Preston Manor rec center aims for September opening
The walls are painted, the flooring is in. Furniture and exercise equipment have been ordered.
Fireplaces, inside and out, are waiting for toasty fires to be lit. The pools — three of them — have not yet been filled, but the water will be gushing in soon.
After years of waiting, Preston Manor residents are growing excited: the 7,000-square-foot recreation center is almost ready to open, with developers projecting an opening date of Sept. 1.
Sue Lynn, a resident in Preston Manor who remembers when it was a Parade of Homes area in 2005, said the rec center was the main draw for people who built homes in the area and moved out there.
The original plans for the rec center more than five years ago proposed it would be one of the largest in the country at that time at 117,000 square feet.
Even though the center has lost considerable square footage, Lynn said she and her neighbors are eagerly anticipating its opening.
“Everything that we’ve seen them do over there has been so nice. I don’t think they’ve spared expenses,” Lynn said. “It’s going to be one of the nicest places in the entire area.”
Lynn said just this week, she and her husband dropped their gym membership in Lubbock in anticipation of the recreation center opening.
“We just feel like it’s not going to be long,” Lynn said.
Joe Goggans, an asset manager with United Development Funding, was in Wolfforth working last week on coordinating deliveries of furnishings for the recreation center.
Residents are not the only people excited about the new facility. Goggans and Virginia Brown, the center’s director of operations, said they are both anticipating the opening.
“We’re excited to finally get something to come to fruition down here,” Goggans said. “We made a lot of promises five or six years ago. … I think people were reluctant to think things would come to fruition. So we’re excited that we’ve done all this. We’ve made promises and we’ve carried through.”
History of the center
The company that originally started building the 400-lot subdivision fell into default on a $10.8 million secured promissory note more than five years ago.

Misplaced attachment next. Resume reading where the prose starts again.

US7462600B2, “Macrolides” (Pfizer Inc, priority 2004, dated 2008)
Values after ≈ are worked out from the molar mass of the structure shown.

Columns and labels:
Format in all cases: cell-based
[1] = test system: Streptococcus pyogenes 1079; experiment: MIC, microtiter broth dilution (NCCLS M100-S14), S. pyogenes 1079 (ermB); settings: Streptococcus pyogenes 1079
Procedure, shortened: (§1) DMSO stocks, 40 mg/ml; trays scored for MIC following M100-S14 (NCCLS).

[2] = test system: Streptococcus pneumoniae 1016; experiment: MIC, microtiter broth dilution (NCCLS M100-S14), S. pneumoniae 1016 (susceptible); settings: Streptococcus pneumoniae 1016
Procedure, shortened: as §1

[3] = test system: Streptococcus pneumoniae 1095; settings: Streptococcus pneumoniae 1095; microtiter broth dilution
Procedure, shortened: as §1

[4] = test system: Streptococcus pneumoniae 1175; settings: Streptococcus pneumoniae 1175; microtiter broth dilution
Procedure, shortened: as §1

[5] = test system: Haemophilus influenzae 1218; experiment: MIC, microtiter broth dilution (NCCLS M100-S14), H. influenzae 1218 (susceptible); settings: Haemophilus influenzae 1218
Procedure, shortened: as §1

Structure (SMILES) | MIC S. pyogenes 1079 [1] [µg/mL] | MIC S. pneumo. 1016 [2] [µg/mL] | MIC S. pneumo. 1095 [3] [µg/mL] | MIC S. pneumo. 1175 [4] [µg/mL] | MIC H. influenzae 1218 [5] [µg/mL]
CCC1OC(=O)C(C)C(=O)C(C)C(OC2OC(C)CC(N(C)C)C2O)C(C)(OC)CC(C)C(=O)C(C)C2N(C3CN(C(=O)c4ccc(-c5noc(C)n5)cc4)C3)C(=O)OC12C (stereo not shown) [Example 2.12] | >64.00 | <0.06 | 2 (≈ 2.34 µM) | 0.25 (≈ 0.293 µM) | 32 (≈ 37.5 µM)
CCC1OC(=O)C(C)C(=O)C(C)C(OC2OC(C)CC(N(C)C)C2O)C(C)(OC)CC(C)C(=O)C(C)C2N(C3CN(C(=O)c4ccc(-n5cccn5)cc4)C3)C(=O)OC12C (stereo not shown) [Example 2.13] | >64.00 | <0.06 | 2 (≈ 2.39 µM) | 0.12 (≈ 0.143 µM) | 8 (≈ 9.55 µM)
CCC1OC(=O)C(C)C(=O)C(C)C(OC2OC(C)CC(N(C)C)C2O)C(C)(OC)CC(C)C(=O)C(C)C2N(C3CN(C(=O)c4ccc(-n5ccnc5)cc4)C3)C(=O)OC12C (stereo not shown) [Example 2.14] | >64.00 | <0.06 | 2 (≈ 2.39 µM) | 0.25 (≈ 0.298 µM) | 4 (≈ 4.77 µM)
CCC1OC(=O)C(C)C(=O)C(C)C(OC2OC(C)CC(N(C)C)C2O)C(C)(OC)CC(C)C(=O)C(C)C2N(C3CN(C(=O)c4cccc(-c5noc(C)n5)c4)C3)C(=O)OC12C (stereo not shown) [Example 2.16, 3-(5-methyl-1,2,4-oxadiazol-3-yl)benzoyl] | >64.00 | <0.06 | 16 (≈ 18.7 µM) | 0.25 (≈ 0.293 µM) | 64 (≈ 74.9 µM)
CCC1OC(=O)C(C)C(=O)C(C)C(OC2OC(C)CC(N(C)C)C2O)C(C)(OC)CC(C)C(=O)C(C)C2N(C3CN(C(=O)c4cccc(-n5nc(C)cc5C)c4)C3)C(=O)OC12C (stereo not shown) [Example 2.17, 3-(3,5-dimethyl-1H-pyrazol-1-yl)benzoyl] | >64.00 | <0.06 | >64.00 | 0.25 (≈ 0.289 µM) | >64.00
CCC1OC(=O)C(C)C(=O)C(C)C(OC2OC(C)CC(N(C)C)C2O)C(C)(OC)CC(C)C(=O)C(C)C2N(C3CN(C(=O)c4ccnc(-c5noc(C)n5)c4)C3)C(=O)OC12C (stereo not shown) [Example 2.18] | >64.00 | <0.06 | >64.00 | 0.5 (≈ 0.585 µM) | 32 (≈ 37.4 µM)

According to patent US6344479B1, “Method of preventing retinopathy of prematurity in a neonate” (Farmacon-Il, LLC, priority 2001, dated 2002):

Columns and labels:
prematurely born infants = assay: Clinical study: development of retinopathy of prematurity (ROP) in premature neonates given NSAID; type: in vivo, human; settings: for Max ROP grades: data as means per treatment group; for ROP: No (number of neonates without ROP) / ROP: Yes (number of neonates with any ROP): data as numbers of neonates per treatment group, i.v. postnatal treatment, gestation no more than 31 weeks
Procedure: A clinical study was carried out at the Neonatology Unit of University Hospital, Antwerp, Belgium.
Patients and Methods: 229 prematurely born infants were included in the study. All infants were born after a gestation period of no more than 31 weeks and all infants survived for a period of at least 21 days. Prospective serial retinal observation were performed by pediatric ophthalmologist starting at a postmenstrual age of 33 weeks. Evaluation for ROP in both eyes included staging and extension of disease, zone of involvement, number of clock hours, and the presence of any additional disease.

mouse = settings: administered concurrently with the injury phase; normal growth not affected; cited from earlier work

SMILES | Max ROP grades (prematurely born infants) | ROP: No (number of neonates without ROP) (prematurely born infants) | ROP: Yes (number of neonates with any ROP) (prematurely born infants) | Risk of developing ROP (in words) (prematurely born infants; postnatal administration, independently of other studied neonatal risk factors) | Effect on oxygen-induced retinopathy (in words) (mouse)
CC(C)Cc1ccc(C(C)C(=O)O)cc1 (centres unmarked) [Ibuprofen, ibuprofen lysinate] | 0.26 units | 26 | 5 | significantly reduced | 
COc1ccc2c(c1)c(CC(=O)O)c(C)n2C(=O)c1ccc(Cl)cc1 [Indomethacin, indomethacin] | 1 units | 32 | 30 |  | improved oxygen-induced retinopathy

United Development Funding assumed ownership of Preston Manor. Goggans has told residents and Wolfforth city leaders for years that UDF would go ahead and build a recreation center, albeit a smaller one, in order to entice people to build in the Preston Manor area.
UDF worked with the Wolfforth City Council to create a public improvement district for Preston Manor residents. Those residents will be assessed $1,500 toward the construction of the recreation center, which will be signed over to the city after it is completed.
The recreation center will be available to anyone, but it will require a family membership fee of $160 per month, according to Brown. Those families who are paying the PID assessment in Preston Manor will be members automatically without a monthly fee, Brown said.
Individual memberships will also be available, she said.
Brown said she will be passing out fliers to residents of nearby subdivisions who might want to be members as well.
“We might get 200 memberships right off, and I think I can do that. There’s been a lot of curiousity about it,” she said of her immediate goals.
Members will have access to the fitness center, the nine tennis courts, gazebos, space for receptions and three pools, including a lap pool and child’s wading pool.
Brown and Dave Trebisky, director of programming, are already planning classes and activities at the recreation center, including classes on beginning sports skills for preschoolers and scuba lessons for adults. They also hope to someday host teen nights.
“We want to cater to the whole family,” Brown said.
Once the restaurant opens, Brown said it will be open to non-members.
Restaurant to come
Goggans said the restaurant will be fully furnished by the opening date of Sept. 1, but he said it may take longer to find a person to start that business.
“We’ve had numerous people come to us and say, ‘We’d love to run that restaurant for you,’ ” Goggans said.
But he said UDF has talked to many Lubbock restaurateurs who he said told him the wrong concept could poison the facility for its life. He said he wants to make sure the restaurant gets the best possible start.
“That restaurant may not open for a month — or two, or three, or four — until we get that right person to run it. And I think when we get that in here, it’ll be just like a miniature country club, you just won’t be able to play golf,” Goggans said.
“Experience has already shown us that patience is paying off in Preston Manor,” he said.
Goggans said UDF has been patient on promoting Preston Manor lots because he and others involved realized that growth would likely only come if the recreation center were finished.
“There were originally 438 lots in here,” Goggans said. “There’s 32 homes being lived in here now, and I think there’s about eight or nine houses that are under construction.”
Goggans said UDF owns 332 lots, has sold five lots and has 100 under contract.
The subdivision still has strict requirements for construction. Goggans said homes are required to be a minimum of 2,500 square feet in size and to feature certain architectural features such as a percentage of masonry or setbacks.
“Everything that’s being built out here has to be approved by us,” Goggans said, noting he is the president of the Preston Manor architectural review committee.
Further selling points of the subdivision include the availability of Wolfforth city services, the Frenship school district and easy access to Lubbock jobs, the airport and health care, Goggans said.
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